Michael Strahan, Warren Sapp Feud: What Did Sapp Say About The New York Giants Legend?

Michael Strahan
Michael Strahan finished his career with 141.5 sacks. Twitter

Former NFL defensive stars Warren Sapp and Michael Strahan were dominant players at their respective positions for years, playing at a high level every time they put on the pads. Despite their well-document individual achievements on the gridiron, the two superstars have exchanged verbal blows in the past and recently, Sapp suggested that Michael Strahan isn't worthy of ever being inducted into the Professional Football Hall of Fame.

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Sapp, a Hall of Fame defensive tackle who enjoyed monumental success with the Tampa Bay Buccaneers and Oakland Raiders during his 13-year career, commented last week that the former defensive end-turned-television personality doesn't belong in the Pro Football Hall of Fame because he wasn't as talented as some other prominent defensive ends who haven't received recognition for a spot in Canton.

"Nobody ever talks about Simeon Rice," Sapp said to UPI about his former teammate at the University of Miami and Tampa Bay. "Simeon was a better rusher than Michael Strahan any day of the week and twice on Sunday. This is a man who wants something given to him and they gave it to him. So have it."

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Sapp finished his career with tremendous numbers, recording 96.5 sacks, while earning a spot on 7 Pro Bowl squads, 6 All-Pro teams and helping Tampa Bay win Super Bowl XXXVII over the Oakland Raiders. Selected to the Hall of Fame in 2013 - the first year he was eligible - Sapp was solidified not only as one of the best defensive lineman to ever play the game, but one of the greatest defensive players the league has ever seen. Not shy about voicing his opinion on Michael Strahan, Sapp also said that the reason Strahan was so successful in New York is because the Giants moved him from the left defensive end spot to the right, matching him up against a weaker offensive tackle.

Warren Sapp #99 of the Tampa Bay Buccaneers is pushes by Erik Williams of the Dallas Cowboys. Credit: Andy Lyons/Allsport
Warren Sapp #99 of the Tampa Bay Buccaneers is pushes by Erik Williams of the Dallas Cowboys. Credit: Andy Lyons/Allsport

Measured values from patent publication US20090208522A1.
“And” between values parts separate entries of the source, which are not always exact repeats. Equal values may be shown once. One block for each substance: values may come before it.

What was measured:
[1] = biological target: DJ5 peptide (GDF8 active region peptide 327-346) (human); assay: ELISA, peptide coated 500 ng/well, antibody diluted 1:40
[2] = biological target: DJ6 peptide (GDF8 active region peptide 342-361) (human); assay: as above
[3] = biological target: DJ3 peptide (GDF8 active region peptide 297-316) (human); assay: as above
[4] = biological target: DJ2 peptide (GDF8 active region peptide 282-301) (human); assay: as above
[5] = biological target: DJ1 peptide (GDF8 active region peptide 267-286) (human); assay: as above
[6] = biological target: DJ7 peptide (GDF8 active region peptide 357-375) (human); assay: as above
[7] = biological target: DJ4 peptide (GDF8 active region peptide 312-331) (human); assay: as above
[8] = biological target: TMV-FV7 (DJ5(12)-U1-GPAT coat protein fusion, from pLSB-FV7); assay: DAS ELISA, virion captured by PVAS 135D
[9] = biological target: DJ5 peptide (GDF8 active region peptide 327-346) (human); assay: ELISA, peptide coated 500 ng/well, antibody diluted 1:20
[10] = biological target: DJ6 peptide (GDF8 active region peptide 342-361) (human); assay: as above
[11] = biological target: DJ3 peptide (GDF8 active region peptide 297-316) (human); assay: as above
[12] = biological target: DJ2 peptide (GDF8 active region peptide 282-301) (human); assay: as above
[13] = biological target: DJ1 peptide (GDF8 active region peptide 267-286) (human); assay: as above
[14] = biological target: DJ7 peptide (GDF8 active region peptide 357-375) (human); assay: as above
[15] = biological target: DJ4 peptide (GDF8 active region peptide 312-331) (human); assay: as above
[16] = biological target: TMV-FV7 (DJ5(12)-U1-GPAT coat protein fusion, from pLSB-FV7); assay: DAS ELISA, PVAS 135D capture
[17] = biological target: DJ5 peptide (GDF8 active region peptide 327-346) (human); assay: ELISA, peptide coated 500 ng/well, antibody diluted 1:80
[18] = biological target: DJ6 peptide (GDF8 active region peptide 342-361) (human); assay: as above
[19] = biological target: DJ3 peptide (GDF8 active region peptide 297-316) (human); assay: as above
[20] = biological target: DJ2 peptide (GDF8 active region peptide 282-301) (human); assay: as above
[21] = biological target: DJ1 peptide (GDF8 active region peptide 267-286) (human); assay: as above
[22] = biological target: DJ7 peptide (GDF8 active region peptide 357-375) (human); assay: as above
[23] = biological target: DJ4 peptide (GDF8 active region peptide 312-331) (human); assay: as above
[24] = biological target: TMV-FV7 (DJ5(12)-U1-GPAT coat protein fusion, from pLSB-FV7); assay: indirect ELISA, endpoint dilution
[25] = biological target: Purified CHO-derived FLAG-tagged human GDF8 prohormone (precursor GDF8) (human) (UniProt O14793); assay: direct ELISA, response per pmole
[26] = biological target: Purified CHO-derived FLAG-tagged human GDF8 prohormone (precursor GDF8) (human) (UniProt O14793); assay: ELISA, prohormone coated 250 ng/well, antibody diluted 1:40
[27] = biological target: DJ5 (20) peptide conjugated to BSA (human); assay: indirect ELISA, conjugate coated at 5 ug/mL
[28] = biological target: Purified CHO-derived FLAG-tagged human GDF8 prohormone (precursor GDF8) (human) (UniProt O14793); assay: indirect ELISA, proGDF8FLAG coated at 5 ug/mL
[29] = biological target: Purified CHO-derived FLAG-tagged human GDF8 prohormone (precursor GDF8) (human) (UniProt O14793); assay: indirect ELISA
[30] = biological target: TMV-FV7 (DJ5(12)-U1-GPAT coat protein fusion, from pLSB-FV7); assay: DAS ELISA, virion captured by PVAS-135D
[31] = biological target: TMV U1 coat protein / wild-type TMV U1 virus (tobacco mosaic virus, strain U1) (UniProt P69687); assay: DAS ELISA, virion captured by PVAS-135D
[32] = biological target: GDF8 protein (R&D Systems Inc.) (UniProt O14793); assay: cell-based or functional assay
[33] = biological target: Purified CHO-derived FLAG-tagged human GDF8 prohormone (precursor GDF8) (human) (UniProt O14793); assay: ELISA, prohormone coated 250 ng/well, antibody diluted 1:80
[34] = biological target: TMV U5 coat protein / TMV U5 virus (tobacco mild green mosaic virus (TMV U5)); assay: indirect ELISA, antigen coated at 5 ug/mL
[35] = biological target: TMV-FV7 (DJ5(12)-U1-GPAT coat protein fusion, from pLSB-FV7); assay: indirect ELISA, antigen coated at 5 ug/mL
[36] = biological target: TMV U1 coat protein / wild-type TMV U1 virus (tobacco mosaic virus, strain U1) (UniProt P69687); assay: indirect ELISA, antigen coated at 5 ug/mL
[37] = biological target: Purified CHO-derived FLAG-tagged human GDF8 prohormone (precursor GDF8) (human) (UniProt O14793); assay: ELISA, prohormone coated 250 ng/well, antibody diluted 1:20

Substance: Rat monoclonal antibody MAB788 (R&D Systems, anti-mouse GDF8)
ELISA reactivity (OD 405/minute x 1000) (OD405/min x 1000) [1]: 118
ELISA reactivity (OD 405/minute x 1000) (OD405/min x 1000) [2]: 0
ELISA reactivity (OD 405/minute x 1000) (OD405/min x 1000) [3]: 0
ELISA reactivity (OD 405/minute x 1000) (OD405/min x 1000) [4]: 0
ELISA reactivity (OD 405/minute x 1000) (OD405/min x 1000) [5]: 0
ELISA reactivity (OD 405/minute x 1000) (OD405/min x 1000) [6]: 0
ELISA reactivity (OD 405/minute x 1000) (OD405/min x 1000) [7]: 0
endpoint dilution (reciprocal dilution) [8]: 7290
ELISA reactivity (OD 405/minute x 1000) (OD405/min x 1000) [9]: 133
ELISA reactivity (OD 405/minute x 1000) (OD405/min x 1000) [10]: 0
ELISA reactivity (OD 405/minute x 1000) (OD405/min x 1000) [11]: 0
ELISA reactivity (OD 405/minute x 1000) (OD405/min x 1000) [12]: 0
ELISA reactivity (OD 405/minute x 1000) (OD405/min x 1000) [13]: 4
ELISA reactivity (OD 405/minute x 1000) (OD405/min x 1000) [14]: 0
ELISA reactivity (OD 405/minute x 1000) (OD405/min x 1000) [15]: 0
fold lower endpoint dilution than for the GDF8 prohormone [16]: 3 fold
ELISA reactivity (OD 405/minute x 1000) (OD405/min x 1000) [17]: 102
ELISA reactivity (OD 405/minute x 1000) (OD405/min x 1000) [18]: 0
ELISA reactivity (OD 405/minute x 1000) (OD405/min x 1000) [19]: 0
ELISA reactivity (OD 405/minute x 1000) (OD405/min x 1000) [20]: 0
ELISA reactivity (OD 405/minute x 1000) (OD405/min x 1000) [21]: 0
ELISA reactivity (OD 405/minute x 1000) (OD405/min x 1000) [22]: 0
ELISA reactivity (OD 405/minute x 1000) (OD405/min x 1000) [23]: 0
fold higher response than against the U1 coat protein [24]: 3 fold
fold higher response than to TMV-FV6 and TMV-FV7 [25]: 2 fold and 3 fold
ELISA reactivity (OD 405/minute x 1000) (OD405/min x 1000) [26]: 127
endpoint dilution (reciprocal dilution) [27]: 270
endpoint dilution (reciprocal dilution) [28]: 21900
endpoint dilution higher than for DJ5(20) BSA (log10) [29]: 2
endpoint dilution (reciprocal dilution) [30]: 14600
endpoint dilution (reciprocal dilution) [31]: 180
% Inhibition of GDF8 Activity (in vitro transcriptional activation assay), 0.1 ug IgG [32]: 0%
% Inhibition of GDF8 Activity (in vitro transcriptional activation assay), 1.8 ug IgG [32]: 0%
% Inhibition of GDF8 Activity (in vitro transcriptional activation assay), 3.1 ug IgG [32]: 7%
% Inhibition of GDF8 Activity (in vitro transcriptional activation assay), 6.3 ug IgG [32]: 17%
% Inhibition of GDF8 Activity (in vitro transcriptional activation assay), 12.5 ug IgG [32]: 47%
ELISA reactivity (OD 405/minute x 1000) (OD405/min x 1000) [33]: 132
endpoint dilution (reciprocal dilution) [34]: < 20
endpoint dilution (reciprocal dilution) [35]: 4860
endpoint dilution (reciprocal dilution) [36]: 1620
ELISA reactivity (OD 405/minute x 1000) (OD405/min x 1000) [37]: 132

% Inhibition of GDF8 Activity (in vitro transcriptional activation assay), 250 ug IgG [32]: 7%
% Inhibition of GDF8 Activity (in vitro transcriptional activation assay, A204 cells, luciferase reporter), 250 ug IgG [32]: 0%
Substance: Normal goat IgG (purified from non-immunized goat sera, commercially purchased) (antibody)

"Rice didn't rush the worst lineman," Sapp said. "You know, the right tackle is the worst of the five. Strahan played right end his first four years. When they were putting the label on him as a bust, they put 'B-U-S. OK, let's transition him on the other side and see if he can play in his fourth year, Sapp said. They put him at right end and he couldn't do it, so they moved him to the weak guy. One-on-one with the Eagles right tackle Jon Runyan for eight quarters every year. Sim won't ever have his name brought up, and that's a shame. He's one of the best pass rushers I've ever encountered in my life."

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No matter what Sapp has to say about Michael Strahan, the former defensive end's statistics certainly put him in the conversation for a future Hall of Fame nod. In 15 professional seasons following a strong college career at Texas Southern University, Strahan's achievement piled up over the years. Selected in the second round of the 1993 NFL Draft, Strahan collected a total of 141.5 sacks throughout his career, even setting the single-season sack mark in 2001 with 22.5 quarterback takedowns. His sack total currently puts him in fifth place on the all-time sack list. Playing his way onto 7 Pro Bowl teams and 5 First-Team All-Pro squads, Strahan is easily one of the best defensive end professional football has ever seen no matter what Warren Sapp thinks.

Michael Strahan has remained quiet on the recent subject, not making an official comment since Sapp's quotes broke last week.

What do you think?

Sports reporter covering the hot topics of the day in Major League Baseball, the NFL, NBA, Premier League, Spanish Primera League, Liga MX and others. I've also covered 2014 World Cup Qualifying and hosted interviews with high-profile athletes including Victor Cruz and Brandon Jacobs of the New York Giants. In my spare time I work as a play-by-play announcer for MSG Networks and the Division I Northeast Conference. Graduate of Monmouth University with a B.A. in Applied Communication.